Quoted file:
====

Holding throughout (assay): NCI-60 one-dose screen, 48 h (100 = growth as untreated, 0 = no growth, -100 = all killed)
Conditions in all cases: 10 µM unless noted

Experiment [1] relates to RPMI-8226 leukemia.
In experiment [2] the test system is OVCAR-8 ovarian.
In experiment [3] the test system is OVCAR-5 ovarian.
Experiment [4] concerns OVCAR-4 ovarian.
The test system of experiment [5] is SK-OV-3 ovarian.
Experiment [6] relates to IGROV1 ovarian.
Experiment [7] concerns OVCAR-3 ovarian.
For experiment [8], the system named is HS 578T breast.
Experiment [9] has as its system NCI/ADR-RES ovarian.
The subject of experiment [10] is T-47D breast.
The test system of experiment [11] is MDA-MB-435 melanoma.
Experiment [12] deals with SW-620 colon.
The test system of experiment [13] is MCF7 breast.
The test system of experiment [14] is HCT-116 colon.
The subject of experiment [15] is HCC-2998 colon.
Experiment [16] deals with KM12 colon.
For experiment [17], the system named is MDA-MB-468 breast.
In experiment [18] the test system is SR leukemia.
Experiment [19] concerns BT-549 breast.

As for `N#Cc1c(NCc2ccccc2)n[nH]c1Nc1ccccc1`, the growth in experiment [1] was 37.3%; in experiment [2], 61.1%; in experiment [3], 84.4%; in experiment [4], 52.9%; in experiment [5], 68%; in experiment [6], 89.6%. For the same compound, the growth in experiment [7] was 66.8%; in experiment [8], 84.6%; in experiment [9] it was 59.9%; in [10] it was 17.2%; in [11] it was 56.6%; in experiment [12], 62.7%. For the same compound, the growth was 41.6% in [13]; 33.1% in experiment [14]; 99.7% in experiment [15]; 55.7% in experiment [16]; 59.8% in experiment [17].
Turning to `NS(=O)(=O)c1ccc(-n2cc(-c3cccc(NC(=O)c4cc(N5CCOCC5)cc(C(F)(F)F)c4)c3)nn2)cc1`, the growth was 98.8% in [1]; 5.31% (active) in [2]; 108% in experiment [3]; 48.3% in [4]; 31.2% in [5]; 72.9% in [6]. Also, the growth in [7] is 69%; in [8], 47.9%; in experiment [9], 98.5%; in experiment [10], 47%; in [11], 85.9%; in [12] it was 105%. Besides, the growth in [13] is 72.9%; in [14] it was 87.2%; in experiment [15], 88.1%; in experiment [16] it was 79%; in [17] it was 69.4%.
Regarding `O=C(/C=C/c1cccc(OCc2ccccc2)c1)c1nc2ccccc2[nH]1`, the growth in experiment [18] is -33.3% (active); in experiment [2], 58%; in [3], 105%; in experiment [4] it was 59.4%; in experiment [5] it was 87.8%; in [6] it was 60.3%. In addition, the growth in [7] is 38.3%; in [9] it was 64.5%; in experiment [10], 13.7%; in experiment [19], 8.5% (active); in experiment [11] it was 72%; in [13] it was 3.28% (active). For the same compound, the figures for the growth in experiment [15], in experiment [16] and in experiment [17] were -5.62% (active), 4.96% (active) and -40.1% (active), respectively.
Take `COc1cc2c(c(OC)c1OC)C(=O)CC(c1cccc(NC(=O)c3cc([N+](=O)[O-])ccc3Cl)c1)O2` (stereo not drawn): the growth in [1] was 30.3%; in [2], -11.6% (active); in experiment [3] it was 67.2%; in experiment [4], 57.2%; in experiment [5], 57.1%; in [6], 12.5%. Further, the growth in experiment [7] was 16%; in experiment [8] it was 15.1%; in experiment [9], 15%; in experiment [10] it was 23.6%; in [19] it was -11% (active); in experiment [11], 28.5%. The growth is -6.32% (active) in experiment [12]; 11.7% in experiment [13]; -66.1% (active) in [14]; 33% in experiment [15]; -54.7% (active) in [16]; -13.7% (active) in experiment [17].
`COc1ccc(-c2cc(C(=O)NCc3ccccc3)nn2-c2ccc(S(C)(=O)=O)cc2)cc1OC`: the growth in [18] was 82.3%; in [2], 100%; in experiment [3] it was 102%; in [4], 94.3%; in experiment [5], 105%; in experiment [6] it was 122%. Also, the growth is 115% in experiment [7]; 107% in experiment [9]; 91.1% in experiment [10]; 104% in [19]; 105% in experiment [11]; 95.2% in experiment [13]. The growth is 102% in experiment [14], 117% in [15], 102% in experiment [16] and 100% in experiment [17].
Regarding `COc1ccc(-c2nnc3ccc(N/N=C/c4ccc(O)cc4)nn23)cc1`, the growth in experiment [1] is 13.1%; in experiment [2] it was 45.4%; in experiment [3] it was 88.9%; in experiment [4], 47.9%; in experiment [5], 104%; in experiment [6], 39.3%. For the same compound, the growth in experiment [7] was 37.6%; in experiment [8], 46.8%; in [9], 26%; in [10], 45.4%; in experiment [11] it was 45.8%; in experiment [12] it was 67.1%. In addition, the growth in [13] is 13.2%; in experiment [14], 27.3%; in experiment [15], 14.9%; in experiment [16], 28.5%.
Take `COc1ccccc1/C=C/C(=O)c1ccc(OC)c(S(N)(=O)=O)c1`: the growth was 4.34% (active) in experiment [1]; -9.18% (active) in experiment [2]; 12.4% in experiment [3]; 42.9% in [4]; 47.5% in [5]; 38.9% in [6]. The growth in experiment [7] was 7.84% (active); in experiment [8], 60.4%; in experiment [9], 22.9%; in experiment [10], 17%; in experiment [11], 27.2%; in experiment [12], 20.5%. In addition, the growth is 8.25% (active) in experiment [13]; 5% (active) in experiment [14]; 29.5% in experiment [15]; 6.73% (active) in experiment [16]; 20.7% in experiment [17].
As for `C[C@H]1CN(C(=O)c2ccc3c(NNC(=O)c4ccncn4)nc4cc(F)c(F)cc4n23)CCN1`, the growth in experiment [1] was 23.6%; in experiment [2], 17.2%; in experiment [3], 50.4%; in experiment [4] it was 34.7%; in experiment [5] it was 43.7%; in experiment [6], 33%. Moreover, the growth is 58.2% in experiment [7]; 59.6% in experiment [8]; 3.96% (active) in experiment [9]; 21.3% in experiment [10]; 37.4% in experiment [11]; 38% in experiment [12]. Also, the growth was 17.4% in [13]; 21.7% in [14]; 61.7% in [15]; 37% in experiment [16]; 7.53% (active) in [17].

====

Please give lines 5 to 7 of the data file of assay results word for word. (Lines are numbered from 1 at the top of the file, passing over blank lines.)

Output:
In experiment [3] the test system is OVCAR-5 ovarian.
Experiment [4] concerns OVCAR-4 ovarian.
The test system of experiment [5] is SK-OV-3 ovarian.